PWS:Win32/Karagany.A

PWS:Win32/Karagany.A Description

Type: Adware

The PWS:Win32/Karagany.A Trojan was first detected in Spring of 2011. ESG security researchers have detected PWS:Win32/Karagany.A attacks as recently as April of 2012. This Trojan infection has various aliases, often known as FraudPack, although PWS:Win32/Karagany.A is the name by which PWS:Win32/Karagany.A is identified by Microsoft. ESG security researchers consider that PWS:Win32/Karagany.A presents a severe threat to your computer system's security. This malicious Trojan, in the form of a DLL file, is designed to steal passwords in order to then again access to protected online accounts.

One of the most dangerous aspects of PWS:Win32/Karagany.A is the fact that PWS:Win32/Karagany.A does not display any overt symptoms. While this may seem counter-intuitive, it is important to remember that problems on an infected computer system indicate that action with a reliable anti-virus program needs to be taken. However, if the malware infection presents no symptoms, it can carry out its attack – in the case of PWS:Win32/Karagany.A, stealing the victim's passwords – without the victim realizing that anything is wrong.

A Deeper View Into PWS:Win32/Karagany.A Attack

While most Trojan infections are executable files in EXE format, some Trojans, like PWS:Win32/Karagany.A, use a DLL file (Dynamic-link Library). These files are used by various applications and Windows components, meaning that PWS:Win32/Karagany.A can hijack a file process without creating a file process of its own, activating when the corrupted DLL file is accessed, in a process known as DLL hijacking. PWS:Win32/Karagany.A in particular attempts to steal passwords for common FTP (File Transfer Protocol) applications. The targeted FTP programs include BulletProofFTP, CoffeeCupFTP, DevZeroG, FileZilla, SmartFTP, TotalCommander, WebDrive, and WinSCP.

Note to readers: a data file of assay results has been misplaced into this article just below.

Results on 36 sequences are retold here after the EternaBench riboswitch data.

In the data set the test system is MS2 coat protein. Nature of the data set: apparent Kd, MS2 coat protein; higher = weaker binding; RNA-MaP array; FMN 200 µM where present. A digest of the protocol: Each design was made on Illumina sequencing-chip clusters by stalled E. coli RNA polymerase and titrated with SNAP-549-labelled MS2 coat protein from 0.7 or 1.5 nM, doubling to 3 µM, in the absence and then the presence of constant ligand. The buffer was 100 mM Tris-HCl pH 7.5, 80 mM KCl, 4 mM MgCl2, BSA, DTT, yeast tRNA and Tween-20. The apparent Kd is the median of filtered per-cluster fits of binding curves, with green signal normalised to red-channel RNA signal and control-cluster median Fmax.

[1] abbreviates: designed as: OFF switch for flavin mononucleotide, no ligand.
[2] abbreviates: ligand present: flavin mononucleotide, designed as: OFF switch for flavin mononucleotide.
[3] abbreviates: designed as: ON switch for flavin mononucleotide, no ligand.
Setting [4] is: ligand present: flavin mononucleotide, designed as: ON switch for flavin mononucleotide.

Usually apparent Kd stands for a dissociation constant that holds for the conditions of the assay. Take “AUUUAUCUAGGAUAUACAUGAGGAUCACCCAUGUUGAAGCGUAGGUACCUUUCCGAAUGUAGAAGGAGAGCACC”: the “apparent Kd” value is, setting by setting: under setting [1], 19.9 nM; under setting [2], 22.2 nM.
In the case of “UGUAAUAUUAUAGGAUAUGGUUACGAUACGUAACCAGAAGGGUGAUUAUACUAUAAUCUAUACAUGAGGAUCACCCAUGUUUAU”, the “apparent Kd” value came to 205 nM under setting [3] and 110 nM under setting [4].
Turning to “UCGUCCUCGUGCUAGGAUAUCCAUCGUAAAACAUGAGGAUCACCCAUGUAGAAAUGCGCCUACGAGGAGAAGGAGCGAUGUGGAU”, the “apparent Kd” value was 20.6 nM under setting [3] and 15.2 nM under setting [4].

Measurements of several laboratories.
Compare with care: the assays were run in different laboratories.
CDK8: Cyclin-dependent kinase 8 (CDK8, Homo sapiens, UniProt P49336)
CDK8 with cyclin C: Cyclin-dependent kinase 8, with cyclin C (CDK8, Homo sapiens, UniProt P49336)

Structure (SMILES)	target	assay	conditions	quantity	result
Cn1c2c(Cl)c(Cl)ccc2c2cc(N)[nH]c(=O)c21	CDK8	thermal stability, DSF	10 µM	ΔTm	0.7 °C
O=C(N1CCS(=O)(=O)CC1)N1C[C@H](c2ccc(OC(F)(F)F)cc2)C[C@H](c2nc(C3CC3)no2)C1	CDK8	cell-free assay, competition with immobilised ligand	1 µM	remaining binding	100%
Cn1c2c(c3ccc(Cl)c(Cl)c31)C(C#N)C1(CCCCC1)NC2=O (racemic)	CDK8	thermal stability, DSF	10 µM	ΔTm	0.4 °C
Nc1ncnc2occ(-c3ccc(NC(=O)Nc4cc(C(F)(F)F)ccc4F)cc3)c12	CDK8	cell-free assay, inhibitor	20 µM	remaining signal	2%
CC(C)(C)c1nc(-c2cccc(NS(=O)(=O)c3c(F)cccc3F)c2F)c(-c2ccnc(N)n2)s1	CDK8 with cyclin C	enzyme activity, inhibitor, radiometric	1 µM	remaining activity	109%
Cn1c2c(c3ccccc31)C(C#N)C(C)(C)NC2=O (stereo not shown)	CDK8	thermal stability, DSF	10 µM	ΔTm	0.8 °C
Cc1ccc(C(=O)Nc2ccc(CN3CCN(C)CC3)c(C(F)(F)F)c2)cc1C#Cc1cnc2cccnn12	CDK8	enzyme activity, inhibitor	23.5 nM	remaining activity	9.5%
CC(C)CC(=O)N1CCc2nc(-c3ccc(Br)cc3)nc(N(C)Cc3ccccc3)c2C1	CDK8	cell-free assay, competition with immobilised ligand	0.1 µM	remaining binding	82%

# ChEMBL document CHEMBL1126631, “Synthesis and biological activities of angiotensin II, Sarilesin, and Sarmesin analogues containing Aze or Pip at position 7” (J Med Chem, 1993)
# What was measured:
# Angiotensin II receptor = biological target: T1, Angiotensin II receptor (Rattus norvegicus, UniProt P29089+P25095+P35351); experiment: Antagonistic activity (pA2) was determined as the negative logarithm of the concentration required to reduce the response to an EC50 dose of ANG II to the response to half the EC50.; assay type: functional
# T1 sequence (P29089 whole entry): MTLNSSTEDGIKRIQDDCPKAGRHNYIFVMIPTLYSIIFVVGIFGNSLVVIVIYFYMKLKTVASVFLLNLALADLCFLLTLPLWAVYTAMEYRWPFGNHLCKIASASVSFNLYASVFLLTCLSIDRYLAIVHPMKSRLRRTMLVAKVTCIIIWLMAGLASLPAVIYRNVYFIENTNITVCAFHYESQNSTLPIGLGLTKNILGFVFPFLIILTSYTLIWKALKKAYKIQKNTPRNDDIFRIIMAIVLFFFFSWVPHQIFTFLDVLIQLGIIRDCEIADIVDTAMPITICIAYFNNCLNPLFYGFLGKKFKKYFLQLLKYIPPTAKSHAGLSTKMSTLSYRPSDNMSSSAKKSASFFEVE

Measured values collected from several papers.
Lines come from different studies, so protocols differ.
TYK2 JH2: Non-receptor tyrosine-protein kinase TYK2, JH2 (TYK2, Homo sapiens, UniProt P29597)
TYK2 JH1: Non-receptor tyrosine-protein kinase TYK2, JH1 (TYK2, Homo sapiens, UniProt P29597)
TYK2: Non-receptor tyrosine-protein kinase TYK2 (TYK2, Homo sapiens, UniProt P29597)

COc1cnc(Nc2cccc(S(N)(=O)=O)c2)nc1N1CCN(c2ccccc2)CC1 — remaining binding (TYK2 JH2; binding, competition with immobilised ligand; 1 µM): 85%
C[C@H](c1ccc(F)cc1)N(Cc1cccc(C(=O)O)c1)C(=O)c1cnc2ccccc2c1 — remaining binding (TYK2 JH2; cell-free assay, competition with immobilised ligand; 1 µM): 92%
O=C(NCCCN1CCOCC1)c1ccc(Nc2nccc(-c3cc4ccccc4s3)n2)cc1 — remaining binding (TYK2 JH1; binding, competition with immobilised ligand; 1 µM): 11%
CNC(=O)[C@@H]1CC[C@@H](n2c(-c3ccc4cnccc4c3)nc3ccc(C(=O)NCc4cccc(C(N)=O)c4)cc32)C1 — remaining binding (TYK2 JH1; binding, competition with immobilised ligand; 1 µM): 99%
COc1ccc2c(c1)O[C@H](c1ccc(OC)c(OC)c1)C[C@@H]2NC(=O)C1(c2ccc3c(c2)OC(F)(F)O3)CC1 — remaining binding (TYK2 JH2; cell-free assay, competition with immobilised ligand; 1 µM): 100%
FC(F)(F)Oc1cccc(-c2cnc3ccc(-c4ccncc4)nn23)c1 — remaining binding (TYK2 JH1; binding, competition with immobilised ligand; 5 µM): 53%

Once the victim has gained access to the victim's FTP credentials, these can then be utilized to set up a FTP connection to the affected computer system. This makes PWS:Win32/Karagany.A particularly dangerous, as PWS:Win32/Karagany.A can allow criminals a high degree of access to the victim's computer system. ESG security researchers have observed that PWS:Win32/Karagany.A is often associated with the EyeStye family of dropper Trojans, usually used to install this threat on the victim's computer system. In these cases, the infection will often be present as a temporary file in the infected computer system's TEMP folder. Prevention is key in dealing with PWS:Win32/Karagany.A; browsing safely, being careful with online downloads, and using a reliable real-time malware scanner are the safest ways to avoid a PWS:Win32/Karagany.A infection.

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